Marchant previously served as a political officer in the Czech Republic, China and other countries, and is reportedly heading back to DC later this year for an assignment at the EAP’s Chinese and Mongolian affairs.

Hugo Chavez Plus* has short list for next US Ambassador to Venezuela but you should see Kim Jong-il’s

In Hugo Chavez’s short list, in no particular order —

  • Bill Clinton
  • Noam Chomsky
  • Sean Penn
  • Oliver Stone

Anyone on that list would be just perfect for that chief of mission job in Caracas, thank you very much!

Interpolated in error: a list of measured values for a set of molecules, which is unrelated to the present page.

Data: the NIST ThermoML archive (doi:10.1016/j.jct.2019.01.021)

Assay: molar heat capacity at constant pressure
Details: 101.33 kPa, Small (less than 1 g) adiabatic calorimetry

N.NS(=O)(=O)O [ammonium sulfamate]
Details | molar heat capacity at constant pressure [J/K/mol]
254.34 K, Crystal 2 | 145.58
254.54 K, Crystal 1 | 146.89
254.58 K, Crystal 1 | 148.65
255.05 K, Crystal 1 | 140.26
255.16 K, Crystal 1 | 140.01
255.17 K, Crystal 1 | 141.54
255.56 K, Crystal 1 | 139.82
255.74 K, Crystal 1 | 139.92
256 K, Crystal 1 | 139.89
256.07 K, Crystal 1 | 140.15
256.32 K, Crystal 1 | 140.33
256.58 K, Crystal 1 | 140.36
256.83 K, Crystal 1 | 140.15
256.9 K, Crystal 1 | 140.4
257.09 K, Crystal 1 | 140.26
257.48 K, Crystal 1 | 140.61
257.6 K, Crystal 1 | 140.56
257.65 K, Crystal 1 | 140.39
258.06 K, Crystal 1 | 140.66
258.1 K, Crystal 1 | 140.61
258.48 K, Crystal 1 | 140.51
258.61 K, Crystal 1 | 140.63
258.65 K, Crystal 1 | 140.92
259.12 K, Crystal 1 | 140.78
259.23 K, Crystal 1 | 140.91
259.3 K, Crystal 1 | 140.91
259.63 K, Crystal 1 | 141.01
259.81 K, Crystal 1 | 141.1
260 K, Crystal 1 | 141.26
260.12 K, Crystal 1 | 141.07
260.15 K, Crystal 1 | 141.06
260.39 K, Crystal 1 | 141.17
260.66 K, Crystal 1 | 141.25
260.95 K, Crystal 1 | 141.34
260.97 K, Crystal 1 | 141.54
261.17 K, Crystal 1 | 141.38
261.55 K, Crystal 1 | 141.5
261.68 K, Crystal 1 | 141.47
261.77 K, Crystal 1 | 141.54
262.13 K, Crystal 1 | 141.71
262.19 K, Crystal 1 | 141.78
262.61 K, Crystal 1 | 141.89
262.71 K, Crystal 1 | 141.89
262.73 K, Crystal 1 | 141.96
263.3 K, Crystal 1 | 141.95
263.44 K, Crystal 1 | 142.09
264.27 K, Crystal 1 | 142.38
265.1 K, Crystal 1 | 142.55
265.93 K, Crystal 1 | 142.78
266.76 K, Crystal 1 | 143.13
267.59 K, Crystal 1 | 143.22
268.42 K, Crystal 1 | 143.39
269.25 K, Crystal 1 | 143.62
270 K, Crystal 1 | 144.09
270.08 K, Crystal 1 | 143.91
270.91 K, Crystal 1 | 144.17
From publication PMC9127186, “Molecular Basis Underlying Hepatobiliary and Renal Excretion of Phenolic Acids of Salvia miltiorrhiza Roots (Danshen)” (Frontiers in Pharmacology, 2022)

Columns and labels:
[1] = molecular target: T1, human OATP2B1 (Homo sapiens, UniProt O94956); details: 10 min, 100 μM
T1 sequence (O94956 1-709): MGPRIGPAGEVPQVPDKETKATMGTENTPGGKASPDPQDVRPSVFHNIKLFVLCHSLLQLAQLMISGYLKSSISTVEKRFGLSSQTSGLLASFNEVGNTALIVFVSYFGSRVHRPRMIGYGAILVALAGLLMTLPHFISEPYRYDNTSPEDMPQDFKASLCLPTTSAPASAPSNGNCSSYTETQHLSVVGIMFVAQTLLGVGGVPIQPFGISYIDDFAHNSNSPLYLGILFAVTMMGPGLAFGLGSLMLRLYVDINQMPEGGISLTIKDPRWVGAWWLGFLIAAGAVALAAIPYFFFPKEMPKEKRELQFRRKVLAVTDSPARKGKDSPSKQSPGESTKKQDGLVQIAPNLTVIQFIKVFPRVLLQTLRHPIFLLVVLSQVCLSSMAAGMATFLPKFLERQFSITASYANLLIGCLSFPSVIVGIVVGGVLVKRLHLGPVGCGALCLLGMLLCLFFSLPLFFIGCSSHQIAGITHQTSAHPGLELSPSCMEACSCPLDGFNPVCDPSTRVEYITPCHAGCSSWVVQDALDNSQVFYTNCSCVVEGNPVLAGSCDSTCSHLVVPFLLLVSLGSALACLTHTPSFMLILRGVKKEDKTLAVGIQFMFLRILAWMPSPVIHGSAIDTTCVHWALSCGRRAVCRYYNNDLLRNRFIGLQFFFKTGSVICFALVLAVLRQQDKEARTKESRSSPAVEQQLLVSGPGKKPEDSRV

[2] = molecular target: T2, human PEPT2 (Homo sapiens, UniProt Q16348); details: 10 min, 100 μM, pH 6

Really, and the next thing you know, that guy with a funny hair giving the Korean Peninsula a tummy ache is going to have his short list, too. We imagine that Kim Jong-il’s list would be much more interesting than Hugo’s based on his Hollywood favorites. In no particular order, of course:

  • Jason Voorhees
  • John Rambo aka:Sylvester Stallone
  • Godzilla
  • Dame Elizabeth Rosemond Taylor
  • James Bond, the current version aka: Daniel Craig

And who would Mahmoud of Ahmadinejad have for Tehran? Bob the Builder? What do you eat in Pyongyang if you’re a radioactive dinosaur, anyway? 

Perhaps concerned on how Chavez’s “picks” might create a precedent (just imagine searching for an American Godzilla to be chief of mission in Pyongyang?), the State Department’s PJ Crowley answered a definite “no” when asked if the US “would you seriously entertain any of those suggestions?”

QUESTION: No? Okay. So who are —